T Nation

Situational Awareness


To begin with, yes I noted they are a spit on the ground crowd of people.

What I am trying to say is Idaho lashed out with how he would like to slowly put this person to death starting with major nerve centres before finally finishing him off. My point gets around to being that since we have a video news bite of 30 seconds type of thing we can only go so far judging this violent act.

Yes, it is terrible, he has been arrested. Maybe the crowd in jail will view him as a low form of life?



I’m sure most of you were already aware of this. Thoughts and prayers to those affected.

I’m an if/then scenario kind of guy. This kind of thing is pretty tough to prepare for, IMO. Not unlike a VBIED, wrong place, wrong time you may well just be SOL.

I don’t know how to best take the fight to these cowards, but it’s high time. Stay dangerous. Be safe.


Here’s something I put together for people I train to carry a concealed handgun legally in Ohio:

So you’re gonna carry a loaded weapon in public. Good!
When we do that, we must remain alert if we think that weapon will save our ass. Fact is, it’s the man who responds, not the gun. The gun is a tool, an extension…

How do we know when it’s time to draw and fire?
Here’s a popular color code of awareness that guys who carry should live by.

Just a note from me----IF I determine I must draw, it’s 99.9% likely I will fire. Brandishing is not only ineffective and risky, its illegal. So if you draw, it should be only in response to the threat of severe bodily harm or death…ultimately you are who must judge whether a round leaves the barrel, but y would you draw if you don’t need to shoot? There ARE situations when having the firearm at ready is correct, but those situations are uncommon.

Color codes-these have a name. I just don’t remember it.

WHITE - oblivious/comfortable.
Example: Daytime at home, doors locked.

YELLOW – aware of everything within a 25’ radius.
Aware. Not paranoid, just knowing you’re responsible to react appropriately to anything in your 25’ bubble (typical minimum …radius)

ORANGE - Something in your bubble alerts you
Example, you’re standing in a public restaurant, bank, etc.–a person wearing dark baggy clothes walks into your bubble, and they’re …'acting funny," perhaps making quick movements with their hands, perhaps they’re looking like they’re sneaking around. Maybe they’re …reaching inside a coat fumbling for something. Regardless, your gut says they MAY be up to something.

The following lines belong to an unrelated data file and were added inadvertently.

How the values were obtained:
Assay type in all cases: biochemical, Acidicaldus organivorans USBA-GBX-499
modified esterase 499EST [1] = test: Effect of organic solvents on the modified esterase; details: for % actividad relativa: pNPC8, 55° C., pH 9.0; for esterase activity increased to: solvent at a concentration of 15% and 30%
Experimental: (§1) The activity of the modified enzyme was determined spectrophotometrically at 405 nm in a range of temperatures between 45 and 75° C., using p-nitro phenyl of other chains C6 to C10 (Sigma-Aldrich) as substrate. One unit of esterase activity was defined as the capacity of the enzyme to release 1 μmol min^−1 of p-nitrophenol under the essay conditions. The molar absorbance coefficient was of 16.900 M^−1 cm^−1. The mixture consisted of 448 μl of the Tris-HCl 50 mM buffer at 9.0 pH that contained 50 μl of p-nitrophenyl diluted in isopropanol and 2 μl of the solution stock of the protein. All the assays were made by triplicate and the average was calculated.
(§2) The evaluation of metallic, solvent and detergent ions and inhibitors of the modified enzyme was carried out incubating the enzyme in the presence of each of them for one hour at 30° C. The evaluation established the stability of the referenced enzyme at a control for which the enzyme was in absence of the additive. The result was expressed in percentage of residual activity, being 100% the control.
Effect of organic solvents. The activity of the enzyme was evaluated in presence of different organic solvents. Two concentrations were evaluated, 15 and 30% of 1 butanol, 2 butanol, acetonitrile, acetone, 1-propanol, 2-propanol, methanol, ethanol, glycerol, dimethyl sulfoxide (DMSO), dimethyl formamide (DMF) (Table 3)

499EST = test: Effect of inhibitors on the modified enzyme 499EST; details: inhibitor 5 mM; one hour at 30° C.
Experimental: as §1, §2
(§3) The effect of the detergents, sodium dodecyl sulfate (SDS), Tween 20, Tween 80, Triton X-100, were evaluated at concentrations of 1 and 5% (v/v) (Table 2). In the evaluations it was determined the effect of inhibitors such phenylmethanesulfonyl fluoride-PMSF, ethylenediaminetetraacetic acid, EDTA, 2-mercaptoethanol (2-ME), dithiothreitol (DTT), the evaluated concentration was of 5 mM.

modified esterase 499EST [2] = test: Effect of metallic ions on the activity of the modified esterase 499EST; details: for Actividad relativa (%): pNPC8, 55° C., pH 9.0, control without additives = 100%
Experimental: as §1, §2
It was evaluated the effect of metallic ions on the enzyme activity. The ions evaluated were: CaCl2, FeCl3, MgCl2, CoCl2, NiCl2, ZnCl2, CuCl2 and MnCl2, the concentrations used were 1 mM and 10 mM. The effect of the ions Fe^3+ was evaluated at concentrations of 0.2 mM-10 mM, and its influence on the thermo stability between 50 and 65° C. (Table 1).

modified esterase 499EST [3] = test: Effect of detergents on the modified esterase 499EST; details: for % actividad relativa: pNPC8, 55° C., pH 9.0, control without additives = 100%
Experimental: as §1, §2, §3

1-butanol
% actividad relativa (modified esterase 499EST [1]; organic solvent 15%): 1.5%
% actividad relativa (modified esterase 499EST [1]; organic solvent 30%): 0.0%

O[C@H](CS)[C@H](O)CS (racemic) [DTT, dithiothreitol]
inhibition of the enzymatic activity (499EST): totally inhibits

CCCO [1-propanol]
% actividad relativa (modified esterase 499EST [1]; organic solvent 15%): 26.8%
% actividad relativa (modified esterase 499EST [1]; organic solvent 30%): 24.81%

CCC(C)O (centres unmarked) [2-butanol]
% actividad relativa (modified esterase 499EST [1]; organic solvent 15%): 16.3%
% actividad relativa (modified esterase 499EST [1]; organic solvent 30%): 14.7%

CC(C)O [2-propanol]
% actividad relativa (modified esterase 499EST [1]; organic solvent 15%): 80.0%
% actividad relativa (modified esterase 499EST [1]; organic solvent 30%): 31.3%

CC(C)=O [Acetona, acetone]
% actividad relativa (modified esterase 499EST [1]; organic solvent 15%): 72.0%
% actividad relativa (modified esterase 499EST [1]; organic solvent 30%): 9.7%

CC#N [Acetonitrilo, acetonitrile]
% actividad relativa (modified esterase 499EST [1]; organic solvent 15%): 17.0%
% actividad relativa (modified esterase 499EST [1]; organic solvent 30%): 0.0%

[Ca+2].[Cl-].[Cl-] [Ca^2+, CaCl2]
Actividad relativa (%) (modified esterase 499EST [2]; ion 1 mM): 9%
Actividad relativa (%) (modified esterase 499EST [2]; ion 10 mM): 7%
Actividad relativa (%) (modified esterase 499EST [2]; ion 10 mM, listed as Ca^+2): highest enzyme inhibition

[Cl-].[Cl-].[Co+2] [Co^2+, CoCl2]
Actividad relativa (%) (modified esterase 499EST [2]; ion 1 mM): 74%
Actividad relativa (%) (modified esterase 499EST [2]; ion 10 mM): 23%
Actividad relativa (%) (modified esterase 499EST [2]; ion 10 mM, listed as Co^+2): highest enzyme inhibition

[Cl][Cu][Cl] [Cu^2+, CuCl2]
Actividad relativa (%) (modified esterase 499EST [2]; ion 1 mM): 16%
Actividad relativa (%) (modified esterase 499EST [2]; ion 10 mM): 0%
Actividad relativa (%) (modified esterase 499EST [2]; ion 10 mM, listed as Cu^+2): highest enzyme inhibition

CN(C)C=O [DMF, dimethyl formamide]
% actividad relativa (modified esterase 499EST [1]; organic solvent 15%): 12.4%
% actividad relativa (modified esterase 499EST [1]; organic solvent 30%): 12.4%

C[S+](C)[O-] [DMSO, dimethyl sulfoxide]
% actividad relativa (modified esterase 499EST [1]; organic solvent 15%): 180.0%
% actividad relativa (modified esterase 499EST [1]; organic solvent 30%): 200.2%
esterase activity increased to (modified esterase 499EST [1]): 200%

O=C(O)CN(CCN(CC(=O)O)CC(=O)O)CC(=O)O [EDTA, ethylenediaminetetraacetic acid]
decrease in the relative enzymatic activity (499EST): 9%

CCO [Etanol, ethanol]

At this level, it’s time to determine how you may respond to a potential threat. Ideally you can avoid conflict and walk away. IF you can safely get away, even run away, do so.

RED – Response REQUIRED! (imminent threat of severe bodily harm or death)

Non-lethal response is always preferable, not always possible.
If you’re in condition red, then when in condition orange you determined that avoidance or non-lethal response was not an option. If you cannot get away and must fight, then fight with all you have until the threat is stopped, per the laws of the state you’re in. In Ohio, if u must fire, you may fire until the assailant falls out of your front sight. One shot stops are desirable but uncommon.

AS FOR ME: the only time I exist in condition white is when I am asleep. Even our homes, whether we’re armed or not, aren’t always safe. Breaching a door/window is not a feat for anyone with the desire to do it. Therefore, I live in condition yellow even when I’m lying in bed before going to sleep, watching tv or talking to my wife. YELLOW is good at all times, whether armed or not. It gives you the presence of mind to be aware of your personal situation, known logically as “SITUATIONAL AWARENESS.”

Carrying is a right, but with that lethal option is (a lot of) responsibility.

Hanging a pistol on the belt, loaded, is not responsible carry. Knowing when and how to use that pistol is,


VERY good response!

Especially agree with the use of electronics. There are so many people who are just “not there” in public, walking down a street, in a store, etc., with their face in a cell phone, or music blasting, and it is just crazy!

Some time in the Middle East would certainly cause Americans to realize that paying attention (situational awareness) is friggin’ critical to living another day.

Another thing I sometimes hear people say is, "I wouldn’t go through there without a gun."
Ok, if one feels that way, it is best to avoid the place with a gun as well. Avoidance is an underutilized tactic, even in our concealed carry community.

Then we have those who are aware, but lack planning, and don’t train to respond IF something blows up. It is like some who carry think that they’re going to be able to draw and fire in a traditional manner, handle an attacker with one shot, and be done.
If one looks at Police/FBI data, it is readily apparent that “one shot stops” are rare. Maybe if there’s an immediate head shot…but that’s not an optimal target, especially under stress.

And we have our blessed brothers-at-arms who were trained to do a triple tap to center mass. Ok, sure, the thoracic cavity is the easiest to hit, and contains the vital organs, but even 3 rounds of 45ACP to that area may not stop a threat. It can sometimes take those, plus a few to the throat, and maybe even one across the 2 inch line across the eyes to get the job done (sadly.